What inspired Detective Duck? 

Lin Oliver: When we were working on our previous series one of the characters was reading a book. And in thinking about a fun name for that book Detective Duck just fell out. It was dormant for a year, just as a line in a book. And then Henry said, “I really love that Detective Duck character.” And we started talking about it.

Henry Winker: Lin really fought for the idea that this little duck was environmentally concerned. All of our books have underpinnings of different emotional things. And Lin was adamant that this duck took care of her friends and where they lived.

Lin Oliver: We wanted to provide a wonderful and entertaining story. All our books are about friends and groups of friends. The key theme in our work is how to be a friend, how to be part of a group and part of society. And also, how to listen to your friends and understand their differences. Henry fishes avidly, loves the waterways and woods and goes fly fishing a great deal. I am happiest next to water, whether they are oceans, ponds or streams. So we put this duck in her own beautiful pond that is under threat as are so many ponds in America. So then we had a series.

And what about the detective part?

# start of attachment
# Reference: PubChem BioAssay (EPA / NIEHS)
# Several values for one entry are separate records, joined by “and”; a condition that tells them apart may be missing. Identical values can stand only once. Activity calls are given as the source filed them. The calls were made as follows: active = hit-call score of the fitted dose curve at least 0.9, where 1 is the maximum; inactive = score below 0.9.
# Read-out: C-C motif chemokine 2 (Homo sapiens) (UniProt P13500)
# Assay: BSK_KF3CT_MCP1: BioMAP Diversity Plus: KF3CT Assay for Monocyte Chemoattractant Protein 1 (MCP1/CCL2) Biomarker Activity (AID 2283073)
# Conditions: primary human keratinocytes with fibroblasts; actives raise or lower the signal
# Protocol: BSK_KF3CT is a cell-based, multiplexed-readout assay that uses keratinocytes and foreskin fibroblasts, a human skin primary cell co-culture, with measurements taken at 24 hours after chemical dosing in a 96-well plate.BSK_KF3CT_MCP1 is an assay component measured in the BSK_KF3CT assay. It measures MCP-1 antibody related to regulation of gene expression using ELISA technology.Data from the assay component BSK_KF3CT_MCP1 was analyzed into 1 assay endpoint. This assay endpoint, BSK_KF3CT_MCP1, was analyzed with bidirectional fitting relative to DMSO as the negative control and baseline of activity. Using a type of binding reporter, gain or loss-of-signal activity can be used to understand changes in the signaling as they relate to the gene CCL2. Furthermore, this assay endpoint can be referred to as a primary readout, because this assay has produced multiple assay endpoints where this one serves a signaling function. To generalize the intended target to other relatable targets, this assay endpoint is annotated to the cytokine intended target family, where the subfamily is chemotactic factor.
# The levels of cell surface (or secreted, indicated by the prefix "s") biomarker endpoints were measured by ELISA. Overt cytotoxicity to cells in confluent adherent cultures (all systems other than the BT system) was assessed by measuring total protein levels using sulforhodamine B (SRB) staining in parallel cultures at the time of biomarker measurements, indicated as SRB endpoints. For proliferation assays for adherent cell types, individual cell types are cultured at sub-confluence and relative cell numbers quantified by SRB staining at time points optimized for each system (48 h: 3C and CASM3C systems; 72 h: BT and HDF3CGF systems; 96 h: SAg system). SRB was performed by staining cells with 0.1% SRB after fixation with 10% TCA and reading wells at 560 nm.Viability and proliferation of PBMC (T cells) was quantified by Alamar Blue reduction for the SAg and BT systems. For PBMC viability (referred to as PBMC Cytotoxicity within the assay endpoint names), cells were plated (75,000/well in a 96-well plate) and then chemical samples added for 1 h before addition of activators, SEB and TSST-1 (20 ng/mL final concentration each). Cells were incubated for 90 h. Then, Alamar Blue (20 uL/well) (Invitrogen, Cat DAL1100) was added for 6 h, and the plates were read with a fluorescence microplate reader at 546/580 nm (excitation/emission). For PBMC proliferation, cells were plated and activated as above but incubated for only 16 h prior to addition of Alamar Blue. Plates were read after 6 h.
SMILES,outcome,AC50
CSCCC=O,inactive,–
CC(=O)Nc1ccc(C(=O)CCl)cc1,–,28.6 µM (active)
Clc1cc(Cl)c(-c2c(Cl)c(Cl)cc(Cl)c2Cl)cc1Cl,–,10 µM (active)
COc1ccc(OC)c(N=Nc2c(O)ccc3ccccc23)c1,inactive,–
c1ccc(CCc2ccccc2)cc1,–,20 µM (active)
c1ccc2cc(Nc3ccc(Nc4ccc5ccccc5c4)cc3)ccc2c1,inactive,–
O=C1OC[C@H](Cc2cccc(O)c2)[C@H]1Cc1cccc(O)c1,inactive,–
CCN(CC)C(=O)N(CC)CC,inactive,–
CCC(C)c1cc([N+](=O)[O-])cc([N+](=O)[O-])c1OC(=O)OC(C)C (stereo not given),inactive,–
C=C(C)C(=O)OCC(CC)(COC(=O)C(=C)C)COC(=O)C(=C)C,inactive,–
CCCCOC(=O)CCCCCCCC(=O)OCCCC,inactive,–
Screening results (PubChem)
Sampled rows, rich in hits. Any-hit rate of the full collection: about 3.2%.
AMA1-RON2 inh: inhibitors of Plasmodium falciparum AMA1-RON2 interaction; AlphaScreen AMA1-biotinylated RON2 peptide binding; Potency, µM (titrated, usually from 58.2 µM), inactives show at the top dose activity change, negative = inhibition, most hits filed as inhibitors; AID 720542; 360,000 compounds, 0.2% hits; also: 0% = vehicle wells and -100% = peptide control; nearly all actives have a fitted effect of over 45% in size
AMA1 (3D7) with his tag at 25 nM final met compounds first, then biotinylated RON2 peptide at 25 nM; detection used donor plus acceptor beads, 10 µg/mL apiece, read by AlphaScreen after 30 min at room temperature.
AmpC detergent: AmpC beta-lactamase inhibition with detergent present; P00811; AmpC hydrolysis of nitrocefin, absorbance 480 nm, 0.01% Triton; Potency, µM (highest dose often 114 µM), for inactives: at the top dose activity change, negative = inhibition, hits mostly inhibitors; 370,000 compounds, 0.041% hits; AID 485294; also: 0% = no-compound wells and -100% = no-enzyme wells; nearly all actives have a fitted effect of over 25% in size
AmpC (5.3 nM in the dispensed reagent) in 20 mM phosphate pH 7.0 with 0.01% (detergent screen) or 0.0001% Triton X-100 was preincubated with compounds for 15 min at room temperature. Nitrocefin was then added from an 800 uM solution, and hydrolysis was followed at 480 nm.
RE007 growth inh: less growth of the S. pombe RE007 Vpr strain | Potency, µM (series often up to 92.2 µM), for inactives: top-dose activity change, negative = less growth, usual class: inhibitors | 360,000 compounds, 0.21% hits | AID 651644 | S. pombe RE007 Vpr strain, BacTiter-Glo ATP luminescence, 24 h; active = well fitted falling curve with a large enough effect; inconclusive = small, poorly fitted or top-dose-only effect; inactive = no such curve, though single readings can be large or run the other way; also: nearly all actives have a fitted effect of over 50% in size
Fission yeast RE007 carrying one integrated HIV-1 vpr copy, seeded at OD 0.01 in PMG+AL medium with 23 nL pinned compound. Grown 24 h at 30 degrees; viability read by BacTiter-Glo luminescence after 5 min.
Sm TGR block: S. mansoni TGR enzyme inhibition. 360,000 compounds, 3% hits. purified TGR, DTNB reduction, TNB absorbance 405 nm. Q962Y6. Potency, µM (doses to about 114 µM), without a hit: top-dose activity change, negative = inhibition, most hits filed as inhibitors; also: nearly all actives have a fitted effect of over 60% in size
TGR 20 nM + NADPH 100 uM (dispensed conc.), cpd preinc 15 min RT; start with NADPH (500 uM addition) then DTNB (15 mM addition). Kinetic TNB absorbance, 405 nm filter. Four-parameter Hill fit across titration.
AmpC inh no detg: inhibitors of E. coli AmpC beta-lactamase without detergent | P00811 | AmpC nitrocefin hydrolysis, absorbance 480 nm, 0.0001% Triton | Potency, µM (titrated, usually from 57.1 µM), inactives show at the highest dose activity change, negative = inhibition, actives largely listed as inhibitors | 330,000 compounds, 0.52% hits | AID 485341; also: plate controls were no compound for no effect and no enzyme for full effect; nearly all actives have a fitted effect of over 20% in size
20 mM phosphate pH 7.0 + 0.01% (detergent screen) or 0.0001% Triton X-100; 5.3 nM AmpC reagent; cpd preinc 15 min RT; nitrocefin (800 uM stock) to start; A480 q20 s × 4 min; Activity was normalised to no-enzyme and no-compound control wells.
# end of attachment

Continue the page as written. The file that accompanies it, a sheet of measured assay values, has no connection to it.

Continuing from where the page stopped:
Lin Oliver: We loved the idea that Willow is a detective, particularly since we're writing for younger kids. Detective stories really help them sort out clues, think about the story and be a little bit ahead of the story. We thought about each of the characters and what could make them unusual, distinct and full of humor because mostly we write comedy. And Detective Duck hatched.

Henry Winkler: Willow dreams about being a detective and her best friend, Sal the salamander says, “you can do anything you want.” Also, I love that Sal reads bits of comics that are left behind by humans at the campsite. And when they get too soggy, he uses them as a washcloth. You don't waste anything.

Henry Winkler and Lin Oliver have collaborated together since 2003
Henry Winkler and Lin Oliver have collaborated together since 2003

Why was that important for Willow to have a beaver, Beaver McBeaver for her father?

Lin Oliver: We started with the idea that this is Willow's chosen family. This is a family that is constructed, which a lot of kids are dealing with. Willow, a very smart duck, is Beaver's adopted child who Beaver loves. There’s the idea that Willow would raised by a mammal who might have higher order thinking skills to help Willow solve crimes. Willow is an unusual duck because she has the intelligence of a beaver who is very industrious, organized and gets things done.

Willow is so curious. Why was that so important for her to have that key quality? 

Henry Winkler: We are both grandparents. I have two boys and a girl. And Lin has three boys and also unbelievable grandchildren. What you see from the moment I see them is curiosity. My granddaughter will say, “This is the greatest thing I ever saw. I’ve never seen anything like it.” And it’s a ball of dust. It is amazing.